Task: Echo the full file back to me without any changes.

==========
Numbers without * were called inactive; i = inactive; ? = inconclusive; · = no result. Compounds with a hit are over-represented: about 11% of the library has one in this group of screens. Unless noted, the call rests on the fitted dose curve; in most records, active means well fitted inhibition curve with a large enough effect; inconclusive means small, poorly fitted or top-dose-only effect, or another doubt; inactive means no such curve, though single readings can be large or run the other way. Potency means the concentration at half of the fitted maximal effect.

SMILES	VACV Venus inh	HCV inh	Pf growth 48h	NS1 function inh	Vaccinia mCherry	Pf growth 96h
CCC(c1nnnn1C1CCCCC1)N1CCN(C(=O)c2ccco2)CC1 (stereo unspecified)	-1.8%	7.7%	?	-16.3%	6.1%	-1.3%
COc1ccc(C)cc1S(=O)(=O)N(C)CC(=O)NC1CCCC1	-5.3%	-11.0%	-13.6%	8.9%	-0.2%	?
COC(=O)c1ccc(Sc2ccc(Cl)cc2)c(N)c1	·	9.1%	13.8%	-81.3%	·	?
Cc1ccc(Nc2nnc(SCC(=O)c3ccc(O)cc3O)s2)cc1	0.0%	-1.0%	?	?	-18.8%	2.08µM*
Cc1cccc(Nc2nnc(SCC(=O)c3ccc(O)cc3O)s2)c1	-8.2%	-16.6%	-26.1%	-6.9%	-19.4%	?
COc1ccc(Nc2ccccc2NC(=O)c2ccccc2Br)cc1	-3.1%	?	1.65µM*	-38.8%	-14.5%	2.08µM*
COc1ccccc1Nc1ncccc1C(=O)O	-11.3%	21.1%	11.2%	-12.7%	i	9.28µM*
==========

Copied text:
Numbers without * were called inactive; i = inactive; ? = inconclusive; · = no result. Compounds with a hit are over-represented: about 11% of the library has one in this group of screens. Unless noted, the call rests on the fitted dose curve; in most records, active means well fitted inhibition curve with a large enough effect; inconclusive means small, poorly fitted or top-dose-only effect, or another doubt; inactive means no such curve, though single readings can be large or run the other way. Potency means the concentration at half of the fitted maximal effect.

SMILES	VACV Venus inh	HCV inh	Pf growth 48h	NS1 function inh	Vaccinia mCherry	Pf growth 96h
CCC(c1nnnn1C1CCCCC1)N1CCN(C(=O)c2ccco2)CC1 (stereo unspecified)	-1.8%	7.7%	?	-16.3%	6.1%	-1.3%
COc1ccc(C)cc1S(=O)(=O)N(C)CC(=O)NC1CCCC1	-5.3%	-11.0%	-13.6%	8.9%	-0.2%	?
COC(=O)c1ccc(Sc2ccc(Cl)cc2)c(N)c1	·	9.1%	13.8%	-81.3%	·	?
Cc1ccc(Nc2nnc(SCC(=O)c3ccc(O)cc3O)s2)cc1	0.0%	-1.0%	?	?	-18.8%	2.08µM*
Cc1cccc(Nc2nnc(SCC(=O)c3ccc(O)cc3O)s2)c1	-8.2%	-16.6%	-26.1%	-6.9%	-19.4%	?
COc1ccc(Nc2ccccc2NC(=O)c2ccccc2Br)cc1	-3.1%	?	1.65µM*	-38.8%	-14.5%	2.08µM*
COc1ccccc1Nc1ncccc1C(=O)O	-11.3%	21.1%	11.2%	-12.7%	i	9.28µM*